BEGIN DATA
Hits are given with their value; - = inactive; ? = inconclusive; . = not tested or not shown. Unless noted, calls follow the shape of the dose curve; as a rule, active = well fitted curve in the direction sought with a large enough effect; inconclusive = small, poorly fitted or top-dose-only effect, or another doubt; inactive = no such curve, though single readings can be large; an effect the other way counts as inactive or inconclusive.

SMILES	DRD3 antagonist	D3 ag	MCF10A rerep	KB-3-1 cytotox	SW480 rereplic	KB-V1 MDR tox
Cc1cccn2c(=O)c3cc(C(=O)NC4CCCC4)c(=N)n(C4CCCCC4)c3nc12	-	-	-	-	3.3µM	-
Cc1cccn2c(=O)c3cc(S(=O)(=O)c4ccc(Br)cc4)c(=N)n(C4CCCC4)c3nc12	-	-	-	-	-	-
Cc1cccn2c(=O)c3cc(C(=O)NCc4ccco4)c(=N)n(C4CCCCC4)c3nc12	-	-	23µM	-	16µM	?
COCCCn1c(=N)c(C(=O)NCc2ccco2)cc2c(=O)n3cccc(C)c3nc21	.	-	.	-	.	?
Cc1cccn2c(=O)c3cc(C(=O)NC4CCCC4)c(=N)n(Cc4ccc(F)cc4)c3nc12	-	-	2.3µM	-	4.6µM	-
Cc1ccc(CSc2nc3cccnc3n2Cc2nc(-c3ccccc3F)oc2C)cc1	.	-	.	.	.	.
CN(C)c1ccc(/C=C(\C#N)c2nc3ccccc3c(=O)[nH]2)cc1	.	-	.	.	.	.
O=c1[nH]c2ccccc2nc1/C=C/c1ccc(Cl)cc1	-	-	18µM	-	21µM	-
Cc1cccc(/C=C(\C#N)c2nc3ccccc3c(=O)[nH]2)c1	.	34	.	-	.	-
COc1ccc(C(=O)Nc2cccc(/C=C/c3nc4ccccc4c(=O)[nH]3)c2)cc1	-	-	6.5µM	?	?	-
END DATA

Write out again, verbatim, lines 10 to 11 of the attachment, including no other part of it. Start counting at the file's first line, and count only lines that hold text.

O=c1[nH]c2ccccc2nc1/C=C/c1ccc(Cl)cc1	-	-	18µM	-	21µM	-
Cc1cccc(/C=C(\C#N)c2nc3ccccc3c(=O)[nH]2)c1	.	34	.	-	.	-